Currently Offered Courses - Spring 2018

HIST 100 - Global History

Broad introduction to global history, by exploring the global structures and transnational forces that have shaped human history, from the emergence of agriculture and urban centers to our contemporary global village. This course can be used to fulfill either Western or non-Western general education categories, but not both.

HIST 104 - Black Music

What is black music, and how do we know what we think we know about it? Together, we will examine musical creations pioneered by Africans and individuals of African descent over several centuries and across hemispheres. Doing so will allow us to consider the unity of the African Diaspora and its music, and also examine internal differences and diversity. Special focus is given to Latin America and the U.S., but, depending on the semester, we will also read about, listen to, and talk about music and musicians in Asia, Africa, and Europe. Most course assignments are multi-media and interactive.

HIST 120 - East Asian Civilizations

Surveys the three major East Asian civilizations from ancient and classical times, through the period of Western influence, political revolution, and modernization, to the contemporary age and the emergence of East Asian superpowers. Same as EALC 120. Credit is not given for both HIST 120 and EALC 135.

HIST 135 - History of Islamic Middle East

Introduction to fourteen centuries of Middle East history from the rise of Islam to modern times. Examines the development of Islamic thought, and of religious, social, and political institutions; as well as the transformations of the 19th and 20th centuries in the area consisting of Egypt, the Fertile Crescent, Arabia, Turkey, and Iran.

HIST 140 - Western Civ to 1660-ACP

Course is identical to HIST 141 except for the additional writing component. See HIST 141. Credit is not given for both HIST 140 and HIST 141. Prerequisite: Completion of campus Composition I General Education requirement.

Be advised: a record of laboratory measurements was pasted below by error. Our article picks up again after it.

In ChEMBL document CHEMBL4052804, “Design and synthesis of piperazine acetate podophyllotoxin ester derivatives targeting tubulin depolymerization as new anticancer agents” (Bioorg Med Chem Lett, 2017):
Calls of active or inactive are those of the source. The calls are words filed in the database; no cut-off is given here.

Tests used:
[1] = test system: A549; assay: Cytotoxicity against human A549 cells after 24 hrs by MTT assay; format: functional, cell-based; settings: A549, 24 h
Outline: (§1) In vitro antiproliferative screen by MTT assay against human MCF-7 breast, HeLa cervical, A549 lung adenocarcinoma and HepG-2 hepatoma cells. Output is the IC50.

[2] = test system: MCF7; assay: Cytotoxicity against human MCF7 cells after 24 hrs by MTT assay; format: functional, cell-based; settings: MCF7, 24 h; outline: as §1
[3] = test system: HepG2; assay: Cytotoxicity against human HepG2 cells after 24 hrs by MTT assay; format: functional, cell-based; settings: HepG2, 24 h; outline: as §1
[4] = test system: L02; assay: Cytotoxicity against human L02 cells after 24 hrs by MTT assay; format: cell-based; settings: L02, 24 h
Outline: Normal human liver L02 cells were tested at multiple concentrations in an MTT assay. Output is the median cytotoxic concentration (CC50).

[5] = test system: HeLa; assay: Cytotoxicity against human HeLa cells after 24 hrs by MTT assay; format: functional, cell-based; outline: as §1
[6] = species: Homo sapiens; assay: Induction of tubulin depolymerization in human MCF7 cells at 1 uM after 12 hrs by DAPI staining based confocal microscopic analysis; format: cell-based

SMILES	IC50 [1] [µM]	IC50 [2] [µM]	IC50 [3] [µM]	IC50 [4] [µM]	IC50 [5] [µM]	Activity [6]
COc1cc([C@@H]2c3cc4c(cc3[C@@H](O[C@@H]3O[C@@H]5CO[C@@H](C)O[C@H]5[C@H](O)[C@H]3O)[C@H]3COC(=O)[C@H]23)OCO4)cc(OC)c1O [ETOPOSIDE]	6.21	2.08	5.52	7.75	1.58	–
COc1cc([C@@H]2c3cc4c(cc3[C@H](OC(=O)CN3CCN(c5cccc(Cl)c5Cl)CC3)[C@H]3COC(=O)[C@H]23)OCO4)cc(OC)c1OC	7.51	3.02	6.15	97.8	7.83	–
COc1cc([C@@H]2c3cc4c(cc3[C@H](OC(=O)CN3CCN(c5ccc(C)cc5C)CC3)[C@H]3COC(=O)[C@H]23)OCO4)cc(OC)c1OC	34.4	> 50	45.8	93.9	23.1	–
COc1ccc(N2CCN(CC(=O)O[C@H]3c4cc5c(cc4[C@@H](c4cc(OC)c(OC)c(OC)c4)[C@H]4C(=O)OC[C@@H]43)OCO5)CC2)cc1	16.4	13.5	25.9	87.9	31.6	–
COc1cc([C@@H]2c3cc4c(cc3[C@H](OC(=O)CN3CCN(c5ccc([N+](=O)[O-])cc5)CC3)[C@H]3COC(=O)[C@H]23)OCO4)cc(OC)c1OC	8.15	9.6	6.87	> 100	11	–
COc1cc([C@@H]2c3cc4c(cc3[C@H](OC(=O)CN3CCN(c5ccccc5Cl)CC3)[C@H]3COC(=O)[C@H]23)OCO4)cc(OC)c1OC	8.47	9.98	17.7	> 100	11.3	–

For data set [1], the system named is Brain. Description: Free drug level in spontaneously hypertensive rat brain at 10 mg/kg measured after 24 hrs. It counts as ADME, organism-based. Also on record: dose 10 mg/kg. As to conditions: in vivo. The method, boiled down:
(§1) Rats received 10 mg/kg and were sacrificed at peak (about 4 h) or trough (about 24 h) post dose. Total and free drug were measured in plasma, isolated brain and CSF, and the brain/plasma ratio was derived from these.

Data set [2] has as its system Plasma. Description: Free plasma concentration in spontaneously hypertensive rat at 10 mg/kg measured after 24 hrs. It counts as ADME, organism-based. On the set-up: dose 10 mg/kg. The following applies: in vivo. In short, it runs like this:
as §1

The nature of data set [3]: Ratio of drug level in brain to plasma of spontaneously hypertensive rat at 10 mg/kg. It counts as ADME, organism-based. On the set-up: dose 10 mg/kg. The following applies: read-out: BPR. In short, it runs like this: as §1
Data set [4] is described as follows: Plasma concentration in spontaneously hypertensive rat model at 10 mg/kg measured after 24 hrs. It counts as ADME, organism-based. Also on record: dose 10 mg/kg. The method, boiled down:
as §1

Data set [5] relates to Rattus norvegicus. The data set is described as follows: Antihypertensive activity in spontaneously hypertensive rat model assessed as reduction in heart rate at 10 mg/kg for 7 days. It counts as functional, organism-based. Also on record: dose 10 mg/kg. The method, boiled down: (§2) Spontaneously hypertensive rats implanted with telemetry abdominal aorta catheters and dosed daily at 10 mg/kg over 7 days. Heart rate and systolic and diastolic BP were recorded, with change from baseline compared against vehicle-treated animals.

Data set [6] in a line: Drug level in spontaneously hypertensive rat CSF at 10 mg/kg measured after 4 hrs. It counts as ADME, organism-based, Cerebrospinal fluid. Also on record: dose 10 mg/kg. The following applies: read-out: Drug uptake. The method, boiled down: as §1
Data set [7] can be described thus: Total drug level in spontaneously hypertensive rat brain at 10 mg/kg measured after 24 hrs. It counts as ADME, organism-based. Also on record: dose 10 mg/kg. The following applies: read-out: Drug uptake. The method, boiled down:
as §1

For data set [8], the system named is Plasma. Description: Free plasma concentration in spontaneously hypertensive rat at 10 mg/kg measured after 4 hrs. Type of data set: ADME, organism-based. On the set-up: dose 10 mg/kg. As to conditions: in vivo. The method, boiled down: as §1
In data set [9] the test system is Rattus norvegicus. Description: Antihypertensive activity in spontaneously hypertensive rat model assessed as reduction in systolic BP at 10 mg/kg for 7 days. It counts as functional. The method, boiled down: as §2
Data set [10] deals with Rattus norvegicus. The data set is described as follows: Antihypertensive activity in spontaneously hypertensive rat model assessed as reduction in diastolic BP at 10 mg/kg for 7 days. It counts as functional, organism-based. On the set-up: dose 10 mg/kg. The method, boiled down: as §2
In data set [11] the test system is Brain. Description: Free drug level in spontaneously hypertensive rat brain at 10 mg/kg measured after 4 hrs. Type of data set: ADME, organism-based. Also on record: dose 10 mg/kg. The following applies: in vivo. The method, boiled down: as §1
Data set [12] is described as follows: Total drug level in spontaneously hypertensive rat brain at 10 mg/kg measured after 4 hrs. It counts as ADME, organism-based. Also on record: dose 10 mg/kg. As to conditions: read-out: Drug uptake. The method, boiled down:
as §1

HIST 141 - Western Civ to 1660

Fundamental developments in the history of Western societies from antiquity to early modern Europe; includes the Greek and Roman worlds, the influence of Christianity and Islam, the emergence of medieval monarchies, the rise of cities, the commercial and intellectual revolutions of the Middle Ages, the birth of the university, the conquest and colonization of the Atlantic world, the Renaissance and Reformation, the political and religious upheavals of the sixteenth and seventeenth centuries. Credit is not given for both HIST 141 and HIST 140.

HIST 142 - Western Civ Since 1660

Fundamental developments - social, economic, cultural, intellectual, and political - in the history of mankind and Western society since 1660; includes the rise of modern science, the French and Industrial revolutions, the Romantic movement, the growth of nationalism and socialism, imperialism, urbanization, the Russian Revolution, Nazi Germany, the world wars, and the West and the developing world. Credit is not given for both HIST 142 and HIST 143.

HIST 143 - Western Civ Since 1660-ACP

Course is identical to HIST 142 except for the additional writing component. Credit is not given for both HIST 143 and HIST 142. Prerequisite: Completion of campus Composition I General Education requirement.

HIST 168 - A History of Judaism

Same as REL 120. See REL 120.

HIST 171 - US Hist to 1877

Colonial foundations, movement for independence, and early years of the Republic. Credit is not given for both HIST 171 and HIST 170.

HIST 172 - US Hist Since 1877

Evolution of an industrial, urbanized, and pluralistic society, grappling with domestic and global problems. Credit is not given for both HIST 172 and HIST 173.

HIST 173 - US Hist Since 1877-ACP

Course is identical to HIST 172 except for the additional writing component. Credit is not given for both HIST 173 and HIST 172. Prerequisite: Completion of campus Composition I General Education requirement.

HIST 191 - Freshman Honors Tutorial

Study of selected topics on an individually arranged basis. Open only to honors majors or to Cohn Scholars and Associates. May be repeated once. Prerequisite: Consent of departmental honors advisor.

HIST 199 - Undergraduate Open Seminar

May be repeated.

HIST 200 - Intro Hist Interpretation

Through the careful examination of a specific topic or theme, this course provides a thorough introduction to historical interpretation. Particular attention will be devoted to research strategies, writing practices, handling primary and secondary sources, and the analysis of historiography. May be repeated to a maximum of 6 hours with permission of the Director of Undergraduate Studies.